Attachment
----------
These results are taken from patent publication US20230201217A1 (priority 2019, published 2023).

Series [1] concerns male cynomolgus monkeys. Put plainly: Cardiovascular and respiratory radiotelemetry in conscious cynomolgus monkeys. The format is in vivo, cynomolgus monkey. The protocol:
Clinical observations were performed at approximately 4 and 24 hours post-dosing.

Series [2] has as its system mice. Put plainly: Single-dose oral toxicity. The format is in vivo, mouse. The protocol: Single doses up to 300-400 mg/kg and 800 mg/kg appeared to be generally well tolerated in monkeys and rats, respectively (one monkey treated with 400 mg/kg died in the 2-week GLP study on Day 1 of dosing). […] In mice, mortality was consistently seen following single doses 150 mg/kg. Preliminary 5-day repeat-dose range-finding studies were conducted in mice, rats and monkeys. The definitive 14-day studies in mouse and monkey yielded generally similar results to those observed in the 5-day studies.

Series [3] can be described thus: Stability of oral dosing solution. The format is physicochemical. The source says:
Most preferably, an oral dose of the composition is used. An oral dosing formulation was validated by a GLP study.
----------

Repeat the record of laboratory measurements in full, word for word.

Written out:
These results are taken from patent publication US20230201217A1 (priority 2019, published 2023).

Series [1] concerns male cynomolgus monkeys. Put plainly: Cardiovascular and respiratory radiotelemetry in conscious cynomolgus monkeys. The format is in vivo, cynomolgus monkey. The protocol:
Clinical observations were performed at approximately 4 and 24 hours post-dosing.

Series [2] has as its system mice. Put plainly: Single-dose oral toxicity. The format is in vivo, mouse. The protocol: Single doses up to 300-400 mg/kg and 800 mg/kg appeared to be generally well tolerated in monkeys and rats, respectively (one monkey treated with 400 mg/kg died in the 2-week GLP study on Day 1 of dosing). […] In mice, mortality was consistently seen following single doses 150 mg/kg. Preliminary 5-day repeat-dose range-finding studies were conducted in mice, rats and monkeys. The definitive 14-day studies in mouse and monkey yielded generally similar results to those observed in the 5-day studies.

Series [3] can be described thus: Stability of oral dosing solution. The format is physicochemical. The source says:
Most preferably, an oral dose of the composition is used. An oral dosing formulation was validated by a GLP study.